The history of the human body, its anatomy and interconnected functions is fascinating and it is appropriate to know its development from initial ignorance through new and new knowledge to today's, which form the basis of further knowledge for future ages.
A disease of the thyroid gland called goiter was known thousands of years before n. l. The ancient Greeks called this enlargement of the thyroid gland bonchocele, and this name lasted until the 19th century.
The history of the discovery of the thyroid gland dates back to the Renaissance period, when it was around 1500. l. described by Leonardo da Vinci, and about 40 years later Vesalius did so.
At the beginning of the 17th century, we know its definitive anatomical location - the front side of the neck, which begins at the oblique line on the thyroid cartilage (below the laryngeal protrusion). The unmistakable resemblance of its shape to the Greek shield, which was the most important protection against enemies in ancient Greece, inspired Thomas Wharton in 1656 to create the distinctive name thyreoid (the shield) gland and this name, glandula thyreoidea (thyroid perennial gland), times.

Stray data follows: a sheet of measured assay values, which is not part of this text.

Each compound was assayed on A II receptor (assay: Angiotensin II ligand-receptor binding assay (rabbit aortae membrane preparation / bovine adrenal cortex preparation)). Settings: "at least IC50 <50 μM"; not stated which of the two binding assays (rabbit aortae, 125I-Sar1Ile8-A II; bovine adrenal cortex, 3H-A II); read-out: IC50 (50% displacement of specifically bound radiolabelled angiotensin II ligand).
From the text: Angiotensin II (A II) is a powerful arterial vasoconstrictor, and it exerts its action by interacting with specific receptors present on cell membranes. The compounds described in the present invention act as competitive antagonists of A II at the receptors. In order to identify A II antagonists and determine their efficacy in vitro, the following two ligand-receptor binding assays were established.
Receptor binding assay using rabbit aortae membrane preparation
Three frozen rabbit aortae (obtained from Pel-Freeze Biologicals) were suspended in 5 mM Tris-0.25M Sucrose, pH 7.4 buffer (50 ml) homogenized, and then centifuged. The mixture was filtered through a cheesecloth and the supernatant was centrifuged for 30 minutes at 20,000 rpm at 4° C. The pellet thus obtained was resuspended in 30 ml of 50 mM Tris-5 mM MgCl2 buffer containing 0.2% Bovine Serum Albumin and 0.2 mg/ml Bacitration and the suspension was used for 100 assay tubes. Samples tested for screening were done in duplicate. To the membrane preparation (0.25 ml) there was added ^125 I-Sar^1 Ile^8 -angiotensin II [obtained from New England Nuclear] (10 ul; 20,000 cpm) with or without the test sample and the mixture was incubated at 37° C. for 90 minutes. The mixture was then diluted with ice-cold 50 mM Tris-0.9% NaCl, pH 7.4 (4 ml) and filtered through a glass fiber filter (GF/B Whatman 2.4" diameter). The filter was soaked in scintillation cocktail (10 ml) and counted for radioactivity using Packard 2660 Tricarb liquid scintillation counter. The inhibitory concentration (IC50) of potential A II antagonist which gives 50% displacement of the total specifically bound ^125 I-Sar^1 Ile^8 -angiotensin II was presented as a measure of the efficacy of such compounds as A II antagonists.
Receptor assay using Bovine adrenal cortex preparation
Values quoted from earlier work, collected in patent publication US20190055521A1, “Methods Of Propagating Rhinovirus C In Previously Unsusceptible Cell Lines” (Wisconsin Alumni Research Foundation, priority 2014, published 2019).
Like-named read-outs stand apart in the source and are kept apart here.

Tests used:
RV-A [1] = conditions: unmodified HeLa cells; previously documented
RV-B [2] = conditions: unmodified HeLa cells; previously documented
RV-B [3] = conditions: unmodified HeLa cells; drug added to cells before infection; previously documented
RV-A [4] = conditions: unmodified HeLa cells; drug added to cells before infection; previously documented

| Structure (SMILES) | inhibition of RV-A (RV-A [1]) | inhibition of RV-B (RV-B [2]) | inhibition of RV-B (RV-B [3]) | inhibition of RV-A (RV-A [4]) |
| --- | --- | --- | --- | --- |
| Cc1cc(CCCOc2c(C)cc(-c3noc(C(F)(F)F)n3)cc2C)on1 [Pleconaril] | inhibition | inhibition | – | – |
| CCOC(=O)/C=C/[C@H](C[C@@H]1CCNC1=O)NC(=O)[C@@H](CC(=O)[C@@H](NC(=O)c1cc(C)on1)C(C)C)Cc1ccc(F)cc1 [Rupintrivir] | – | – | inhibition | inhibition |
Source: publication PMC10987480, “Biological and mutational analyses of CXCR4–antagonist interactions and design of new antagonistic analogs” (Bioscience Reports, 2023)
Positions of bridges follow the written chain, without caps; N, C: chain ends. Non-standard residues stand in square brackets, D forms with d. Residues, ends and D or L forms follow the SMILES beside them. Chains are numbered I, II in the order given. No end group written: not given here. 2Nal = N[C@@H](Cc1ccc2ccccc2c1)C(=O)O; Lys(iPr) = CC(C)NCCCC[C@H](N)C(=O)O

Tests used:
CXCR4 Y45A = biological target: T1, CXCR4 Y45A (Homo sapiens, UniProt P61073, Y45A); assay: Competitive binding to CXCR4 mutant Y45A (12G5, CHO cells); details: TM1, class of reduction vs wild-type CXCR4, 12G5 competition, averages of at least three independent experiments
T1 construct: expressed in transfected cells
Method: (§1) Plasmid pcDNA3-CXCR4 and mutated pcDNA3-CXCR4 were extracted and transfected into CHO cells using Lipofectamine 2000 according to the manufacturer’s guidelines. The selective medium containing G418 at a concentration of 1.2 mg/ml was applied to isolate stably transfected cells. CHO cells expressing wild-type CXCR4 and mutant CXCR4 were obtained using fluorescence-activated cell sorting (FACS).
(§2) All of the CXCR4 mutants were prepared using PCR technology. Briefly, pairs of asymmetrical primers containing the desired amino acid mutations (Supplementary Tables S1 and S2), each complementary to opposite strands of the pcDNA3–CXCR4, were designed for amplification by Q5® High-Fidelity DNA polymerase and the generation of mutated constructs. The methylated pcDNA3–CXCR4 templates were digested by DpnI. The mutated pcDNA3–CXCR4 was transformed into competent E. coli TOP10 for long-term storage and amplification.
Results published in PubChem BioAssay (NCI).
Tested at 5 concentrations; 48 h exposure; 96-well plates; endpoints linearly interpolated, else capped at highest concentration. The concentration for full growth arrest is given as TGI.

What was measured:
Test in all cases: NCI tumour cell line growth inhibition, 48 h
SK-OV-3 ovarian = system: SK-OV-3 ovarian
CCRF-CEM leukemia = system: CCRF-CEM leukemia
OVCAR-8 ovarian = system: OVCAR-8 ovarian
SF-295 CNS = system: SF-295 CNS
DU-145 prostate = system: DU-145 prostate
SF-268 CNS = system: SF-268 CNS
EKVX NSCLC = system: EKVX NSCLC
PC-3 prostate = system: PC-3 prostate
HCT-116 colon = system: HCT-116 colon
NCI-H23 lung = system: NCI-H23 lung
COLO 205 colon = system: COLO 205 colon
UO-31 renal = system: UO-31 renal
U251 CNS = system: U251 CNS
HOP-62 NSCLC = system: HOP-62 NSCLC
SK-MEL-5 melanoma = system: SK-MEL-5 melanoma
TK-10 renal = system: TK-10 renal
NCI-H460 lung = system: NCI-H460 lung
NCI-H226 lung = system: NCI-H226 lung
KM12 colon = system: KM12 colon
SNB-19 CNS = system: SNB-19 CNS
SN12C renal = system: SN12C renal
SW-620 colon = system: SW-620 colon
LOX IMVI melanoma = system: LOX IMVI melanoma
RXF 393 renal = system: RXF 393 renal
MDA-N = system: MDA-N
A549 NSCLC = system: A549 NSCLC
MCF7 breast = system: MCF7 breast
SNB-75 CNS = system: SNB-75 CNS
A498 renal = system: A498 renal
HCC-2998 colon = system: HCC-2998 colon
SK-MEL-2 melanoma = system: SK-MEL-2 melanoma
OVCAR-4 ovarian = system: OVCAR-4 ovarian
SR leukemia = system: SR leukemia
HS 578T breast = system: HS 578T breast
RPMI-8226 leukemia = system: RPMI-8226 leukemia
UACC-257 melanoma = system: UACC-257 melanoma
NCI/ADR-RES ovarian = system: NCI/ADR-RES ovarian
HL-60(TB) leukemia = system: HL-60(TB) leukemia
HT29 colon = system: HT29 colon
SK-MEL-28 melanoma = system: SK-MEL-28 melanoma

A lot of information about the occurrence of goiter comes from the reign of Napoleon I, when a large number of soldiers did not wear uniforms due to their short stature and due to the wide neck, which is the primary feature of goiter, they could not fasten the collar.
In the following period, various health problems related to overactive thyroid gland (hyperthyroidism) or its insufficient function (hypothyroidism) were reported, but at that time they were not yet associated with it.
- mental restlessness,
- conspicuously raised eyes,
- weight problems
- heart beat,
- discomfort when swallowed,
- increased fatigue,
- muscle weakness,
The field of thyroid function research records many names of important researchers, even Emil Theor Koher (1841 - 1917) was awarded the Nobel Prize for his work.